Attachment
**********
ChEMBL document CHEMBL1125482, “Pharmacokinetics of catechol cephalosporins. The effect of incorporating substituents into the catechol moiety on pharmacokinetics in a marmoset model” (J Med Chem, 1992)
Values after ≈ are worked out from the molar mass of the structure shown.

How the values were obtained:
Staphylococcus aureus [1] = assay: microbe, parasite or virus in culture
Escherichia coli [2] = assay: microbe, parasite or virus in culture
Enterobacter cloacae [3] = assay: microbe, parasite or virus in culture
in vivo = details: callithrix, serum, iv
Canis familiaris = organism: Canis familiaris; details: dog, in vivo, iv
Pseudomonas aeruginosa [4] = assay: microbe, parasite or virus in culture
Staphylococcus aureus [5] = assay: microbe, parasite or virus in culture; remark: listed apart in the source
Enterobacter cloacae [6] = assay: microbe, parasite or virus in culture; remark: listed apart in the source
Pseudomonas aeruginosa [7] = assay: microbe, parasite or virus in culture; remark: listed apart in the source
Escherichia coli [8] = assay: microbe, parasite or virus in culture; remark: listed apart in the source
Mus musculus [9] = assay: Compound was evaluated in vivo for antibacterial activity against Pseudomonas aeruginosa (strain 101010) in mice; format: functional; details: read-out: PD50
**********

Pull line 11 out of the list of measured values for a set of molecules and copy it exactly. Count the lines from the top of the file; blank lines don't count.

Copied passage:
Enterobacter cloacae [6] = assay: microbe, parasite or virus in culture; remark: listed apart in the source